My mother’s parents, (Grandpa) Frank Porter Burch, and (Grandma) Bertha Marie Burch lived on the corner of West Railroad Street and Telegraph St. In Dowagiac, MI. We lived next door on Telegraph Street in what used to be Grrandpa’s old grocery store.
My father was a builder and he had a lot to do with making it into a comfortable little place for us to live on Telegraph St. near West Railroad Street.
I attended the Oak Street Elementary school while in the first and second grade.
I recall many times we would go someplace or just be out for a drive and Daddy would point out places he had helped build. One place that I especially remember was a home that was on the road from Dowagiac to Niles. The house was round and had two stories and he told us that the rooms were pie shaped. I alway wanted to see the inside and was so proud, each time we passed it over the years, to think that my Daddy had helped build this unique home.
Our next home was a few blocks across the railroad tracks to Sherwood St. My mother did interior decorating for a contractor and it was one of the homes he built. I only remember four events during the time we lived on Sherwood Street.
Once was when I was very sick with bronchial asthma and I also had problems with constipation so I had a tall glass of prune juice, which I really liked, sitting on my dresser next to the bed. When the doctor made a house call to check me out and wanted to take my temperature he dipped the thermometer into my prune juice and said, “ Here, Jane, your coke will make this taste better”.
He was pretty alarmed when I told him that it was prune juice and then he said, with great surprise, “Prune juice! That much!” and looked at my mother waiting for an explanation. My mother explained that I loved prune juice and that it also had medicinal purposes for my chronic bowel problem.
The second thing was the time that some of the children in school had head lice of which I was unaware and needless to say, some of those little varmints lodged in my very curly long hair. Before we realized what was wrong I thought I would absolutely go crazy with my head itching. I asked Mother to wash my hair which she did, but I still complained even more and she was quite disturbed when she realized that I had head lice. She contacted the school in the morning and they said that I must have gotten them at school because there were several cases of them. Mother was upset about that because of my tangly long curls. We had quite a time getting rid of the lice and eggs. In those days we did not have the preparations that are available to us these days.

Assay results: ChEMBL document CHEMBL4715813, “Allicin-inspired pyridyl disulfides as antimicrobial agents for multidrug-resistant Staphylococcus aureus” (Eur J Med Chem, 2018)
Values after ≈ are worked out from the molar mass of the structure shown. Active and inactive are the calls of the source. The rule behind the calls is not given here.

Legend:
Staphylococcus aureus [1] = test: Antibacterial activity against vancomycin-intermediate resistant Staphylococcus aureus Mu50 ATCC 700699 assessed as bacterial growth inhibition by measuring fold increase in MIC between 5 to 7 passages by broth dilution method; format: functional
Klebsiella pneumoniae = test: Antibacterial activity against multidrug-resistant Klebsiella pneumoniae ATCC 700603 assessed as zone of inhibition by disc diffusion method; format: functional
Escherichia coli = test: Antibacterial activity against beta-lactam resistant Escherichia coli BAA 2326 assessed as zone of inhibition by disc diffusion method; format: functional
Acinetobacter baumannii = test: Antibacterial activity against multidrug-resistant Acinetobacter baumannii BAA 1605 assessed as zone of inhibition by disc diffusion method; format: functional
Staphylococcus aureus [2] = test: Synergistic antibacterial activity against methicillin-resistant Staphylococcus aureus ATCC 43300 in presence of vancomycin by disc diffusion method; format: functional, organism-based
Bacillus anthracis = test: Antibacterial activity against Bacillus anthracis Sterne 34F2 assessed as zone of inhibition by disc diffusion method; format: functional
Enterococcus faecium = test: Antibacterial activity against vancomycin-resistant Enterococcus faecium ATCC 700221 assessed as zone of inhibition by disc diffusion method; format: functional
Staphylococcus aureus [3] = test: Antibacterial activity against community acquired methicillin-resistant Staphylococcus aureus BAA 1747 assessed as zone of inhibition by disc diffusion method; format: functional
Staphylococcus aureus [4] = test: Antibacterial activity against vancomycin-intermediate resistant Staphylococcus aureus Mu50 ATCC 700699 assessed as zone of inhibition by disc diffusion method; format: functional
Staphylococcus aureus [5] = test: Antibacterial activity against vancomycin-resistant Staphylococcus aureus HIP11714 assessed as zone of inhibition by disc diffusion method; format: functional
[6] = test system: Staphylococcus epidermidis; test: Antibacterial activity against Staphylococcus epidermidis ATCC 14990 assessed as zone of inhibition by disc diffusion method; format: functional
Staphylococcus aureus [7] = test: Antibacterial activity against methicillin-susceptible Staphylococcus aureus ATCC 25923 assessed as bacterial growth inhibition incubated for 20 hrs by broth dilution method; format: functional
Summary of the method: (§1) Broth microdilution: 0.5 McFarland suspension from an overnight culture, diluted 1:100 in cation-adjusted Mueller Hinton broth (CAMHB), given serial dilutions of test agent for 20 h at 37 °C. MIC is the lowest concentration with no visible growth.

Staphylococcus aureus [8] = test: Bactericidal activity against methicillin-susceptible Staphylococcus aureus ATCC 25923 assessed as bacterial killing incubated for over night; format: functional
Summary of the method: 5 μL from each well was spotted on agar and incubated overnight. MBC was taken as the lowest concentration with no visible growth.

Mother used a black tarry like ‘gunk’ and it seemed like she washed my hair more times than I could count and each time using a really fine toothed comb to try to remove the eggs from my curly tresses.
Years later when I was teaching school and some of the students who had hamsters came in with head lice so bad that I saw them in the hair of one of the girls while listening to her oral reading. At first I though she had mosquitoes in her hair and then I saw a lot of them. That night I went home and gave myself a permanent, not that I needed curl, just thought that would kill them for sure. For the next few weeks every time that I felt the least little tickle in my hair I was fearful that I might have head lice. Thankfully that never transpired.
The third thing I remember was when I was doing my home work while learning to address an envelope. When it came time to put the stamp on I remember learning from my mother that the three on the stamp meant that it cost three cents. That was when I learned that it actually cost something to send a letter.
Finally, I remember when my mother was at work and daddy was home with us and we had just retired for the evening and my daddy came into our rooms and asked me, my sister, Sue and my brother, Larry to get up and come to the bathroom. Went we got there he asked each of us if we had flushed something down the toilet earlier that day. We each look innocently at one another of and then each of us pleaded complete innocence. My daddy always spoke very softly and he told us that if someone did not tell the truth he would spank all of us. Of course when each of us denied it continually he finally paddled us and sent us to bed. It wasn’t a very hard spanking that I recall. Perhaps he felt he would get a confession and since none of us took the responsibility for the deed he had some doubts himself and felt he must do as he said he would.
Then what seemed to me the middle of the night he awakened us and with tears on his face he apologized to each of us. When mother got home and he told her what had happened she informed him that she was the one who had plugged the stool earlier that day and then thought it was okay when she left for work.
Truthfully, the thing that I remember most about that incident was the fact that my father felt so badly about it and apologized to us. This caused me to have a great respect for him and no hard feelings at all about the spanking. I loved my “Daddy”.
My parents both had jobs and were hard workers and provided well for us. I do not recall attending church anytime during those early years but I learned the importance of an apology when necessary and forgiveness when wronged.
Proverbs 25:11-13 (KJV) “11 A word fitly spoken is like apples of gold in pictures of silver. 12 As an earring of gold, and an ornament of fine gold, so is a wise reprover upon an obedient ear.”